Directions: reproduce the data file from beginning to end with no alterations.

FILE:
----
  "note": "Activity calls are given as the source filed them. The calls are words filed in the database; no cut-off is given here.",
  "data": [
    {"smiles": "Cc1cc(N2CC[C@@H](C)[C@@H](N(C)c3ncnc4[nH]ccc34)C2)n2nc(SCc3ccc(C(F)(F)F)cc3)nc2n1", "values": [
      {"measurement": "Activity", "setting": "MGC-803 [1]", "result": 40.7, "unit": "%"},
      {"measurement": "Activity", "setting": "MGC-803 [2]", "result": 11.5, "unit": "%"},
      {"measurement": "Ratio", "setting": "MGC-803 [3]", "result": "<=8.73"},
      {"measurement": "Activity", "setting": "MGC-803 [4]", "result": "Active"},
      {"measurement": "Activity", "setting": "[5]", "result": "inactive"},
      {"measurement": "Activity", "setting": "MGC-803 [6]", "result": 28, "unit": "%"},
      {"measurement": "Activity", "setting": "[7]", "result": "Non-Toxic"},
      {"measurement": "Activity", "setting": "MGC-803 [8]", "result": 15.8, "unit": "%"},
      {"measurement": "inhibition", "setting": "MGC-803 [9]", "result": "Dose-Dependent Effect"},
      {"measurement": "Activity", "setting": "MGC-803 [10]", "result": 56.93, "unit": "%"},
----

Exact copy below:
  "note": "Activity calls are given as the source filed them. The calls are words filed in the database; no cut-off is given here.",
  "data": [
    {"smiles": "Cc1cc(N2CC[C@@H](C)[C@@H](N(C)c3ncnc4[nH]ccc34)C2)n2nc(SCc3ccc(C(F)(F)F)cc3)nc2n1", "values": [
      {"measurement": "Activity", "setting": "MGC-803 [1]", "result": 40.7, "unit": "%"},
      {"measurement": "Activity", "setting": "MGC-803 [2]", "result": 11.5, "unit": "%"},
      {"measurement": "Ratio", "setting": "MGC-803 [3]", "result": "<=8.73"},
      {"measurement": "Activity", "setting": "MGC-803 [4]", "result": "Active"},
      {"measurement": "Activity", "setting": "[5]", "result": "inactive"},
      {"measurement": "Activity", "setting": "MGC-803 [6]", "result": 28, "unit": "%"},
      {"measurement": "Activity", "setting": "[7]", "result": "Non-Toxic"},
      {"measurement": "Activity", "setting": "MGC-803 [8]", "result": 15.8, "unit": "%"},
      {"measurement": "inhibition", "setting": "MGC-803 [9]", "result": "Dose-Dependent Effect"},
      {"measurement": "Activity", "setting": "MGC-803 [10]", "result": 56.93, "unit": "%"},